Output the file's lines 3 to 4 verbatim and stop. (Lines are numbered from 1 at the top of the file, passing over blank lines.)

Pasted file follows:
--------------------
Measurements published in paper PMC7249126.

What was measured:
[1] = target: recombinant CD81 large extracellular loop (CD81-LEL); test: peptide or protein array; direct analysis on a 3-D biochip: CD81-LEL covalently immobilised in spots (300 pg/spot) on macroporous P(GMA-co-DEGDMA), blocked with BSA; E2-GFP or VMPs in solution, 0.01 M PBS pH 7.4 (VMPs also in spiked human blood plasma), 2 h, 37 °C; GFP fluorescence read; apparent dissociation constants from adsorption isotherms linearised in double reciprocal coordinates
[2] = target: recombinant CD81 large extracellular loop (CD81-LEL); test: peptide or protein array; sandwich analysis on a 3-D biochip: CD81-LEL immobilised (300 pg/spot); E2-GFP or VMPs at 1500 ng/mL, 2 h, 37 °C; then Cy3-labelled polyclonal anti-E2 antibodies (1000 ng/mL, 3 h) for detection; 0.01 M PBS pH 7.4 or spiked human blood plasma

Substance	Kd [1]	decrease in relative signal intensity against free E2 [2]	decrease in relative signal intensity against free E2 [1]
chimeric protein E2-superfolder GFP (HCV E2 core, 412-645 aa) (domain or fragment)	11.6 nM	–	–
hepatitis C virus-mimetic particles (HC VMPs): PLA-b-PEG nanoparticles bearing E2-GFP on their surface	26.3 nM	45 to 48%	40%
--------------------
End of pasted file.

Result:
[1] = target: recombinant CD81 large extracellular loop (CD81-LEL); test: peptide or protein array; direct analysis on a 3-D biochip: CD81-LEL covalently immobilised in spots (300 pg/spot) on macroporous P(GMA-co-DEGDMA), blocked with BSA; E2-GFP or VMPs in solution, 0.01 M PBS pH 7.4 (VMPs also in spiked human blood plasma), 2 h, 37 °C; GFP fluorescence read; apparent dissociation constants from adsorption isotherms linearised in double reciprocal coordinates
[2] = target: recombinant CD81 large extracellular loop (CD81-LEL); test: peptide or protein array; sandwich analysis on a 3-D biochip: CD81-LEL immobilised (300 pg/spot); E2-GFP or VMPs at 1500 ng/mL, 2 h, 37 °C; then Cy3-labelled polyclonal anti-E2 antibodies (1000 ng/mL, 3 h) for detection; 0.01 M PBS pH 7.4 or spiked human blood plasma